No more secret taxpayer cash for companies

No more secret taxpayer cash for companies
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A long list of governments bent over backward to give taxpayer money to Amazon for its HQ2 project. That was a national embarrassment, and we’re not the only ones to think so. Local officials implied as much when they made their bids confidential. When they think it’s possible to offer public money to a private company and keep it a secret, they insult the public. Everyone deserves this basic level of government transparency.

Take, for example, our home state of Michigan. Lawmakers there have handed out deals for “refundable tax credits” worth billions of dollars. When the credits go beyond what a company owes in taxes they transfer money from other people to the business with the large refundable tax credits. It’s essentially a cashier’s check from the government, which the recipient can cash.

A refundable tax credit is a way to use the tax code to give away money to businesses. That approach to subsidies comes with some big problems. Once lawmakers approve credit programs, they allow administrators to hand out taxpayer cash without needing annual budget approval like other types of spending. 

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Administrators often hide these subsidies behind rules covering taxpayer confidentiality. They don’t disclose an individual’s tax returns, and the credits are part of those tax returns. As a result, a company collects money from other hardworking taxpayers and taxpayers cannot be told how much of their money the company gets.

 Some new rules on financial statements require governments to disclose how much these deals cost in total. But they fall short of what the public deserves. 

A request for documents under most freedom of information laws can tell us many things: How much a government spends on, say, paper clips, where it bought the paper clips and how much it paid. No such luck for those tax credit deals, though, even if they run in the billions.

These deals ought to sound like fingernails on a chalkboard to voters since the companies that get them are among the most active political actors in the state. Here in Michigan, the Detroit 3 automakers all have special deals worth billions of dollars. General Electric gets the biggest deals from Massachusetts, according to Good Jobs First. Oil and gas companies get the largest deals from Louisiana. And Sears still cashes in on deals from Illinois, even as the company sheds jobs.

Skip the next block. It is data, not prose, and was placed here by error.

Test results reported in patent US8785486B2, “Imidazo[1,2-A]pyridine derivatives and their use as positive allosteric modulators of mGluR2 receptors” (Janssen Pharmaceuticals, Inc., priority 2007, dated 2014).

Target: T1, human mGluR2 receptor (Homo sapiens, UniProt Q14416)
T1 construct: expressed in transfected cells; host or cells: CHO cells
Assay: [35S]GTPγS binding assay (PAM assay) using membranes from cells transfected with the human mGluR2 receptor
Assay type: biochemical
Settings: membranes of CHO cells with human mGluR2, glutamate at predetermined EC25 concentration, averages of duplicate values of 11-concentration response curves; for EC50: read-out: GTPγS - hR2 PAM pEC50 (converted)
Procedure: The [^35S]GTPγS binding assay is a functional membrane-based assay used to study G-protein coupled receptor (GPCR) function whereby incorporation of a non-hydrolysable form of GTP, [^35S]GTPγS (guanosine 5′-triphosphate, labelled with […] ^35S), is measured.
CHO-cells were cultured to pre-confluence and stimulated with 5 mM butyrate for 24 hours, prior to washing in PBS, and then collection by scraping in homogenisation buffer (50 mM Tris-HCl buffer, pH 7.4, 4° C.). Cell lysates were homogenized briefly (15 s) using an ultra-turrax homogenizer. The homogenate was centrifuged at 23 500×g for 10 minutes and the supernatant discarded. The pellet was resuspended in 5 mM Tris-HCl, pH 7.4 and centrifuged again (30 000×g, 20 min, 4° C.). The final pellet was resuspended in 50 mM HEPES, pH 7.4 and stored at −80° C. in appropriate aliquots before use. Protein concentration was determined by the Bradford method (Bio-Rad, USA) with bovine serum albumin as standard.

Politicians are reluctant to require transparency because the companies receiving these deals are often major employers. Disclosure can embarrass the politicians who approve the subsidies. It also can damage the reputations of the companies that receive them. We asked one Michigan lawmaker about the importance of disclosure. That person dismissed our concerns: “Transparency doesn’t create jobs. GM does.”

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Secret payments to major companies ought to upset everyone. It doesn't matter what your partisan or ideological viewpoint is, lawmakers shouldn’t hand out other people’s money without telling them which companies are getting the handouts and how much money they’re receiving. 

Congress has the power to regulate interstate commerce. It could use that power to end this kind of preferential treatment. Short of that, Congress should tell governments they must disclose this preferential treatment. At least then we could have an open discussion about its political merits. 

We side with those who want to end these unproductive programs altogether. But if these are going to continue, there should be no disagreement that they ought to be fully disclosed. It’s a travesty that they are not. Congress can — and should — fix this.

James Hohman is director of fiscal policy at the Mackinac Center for Public Policy, a research and educational institute located in Midland, Mich. Follow him on Twitter @JamesHohman.

Patrick J. Wright is vice president for legal affairs at the Mackinac Center and director of the Mackinac Center Legal Foundation.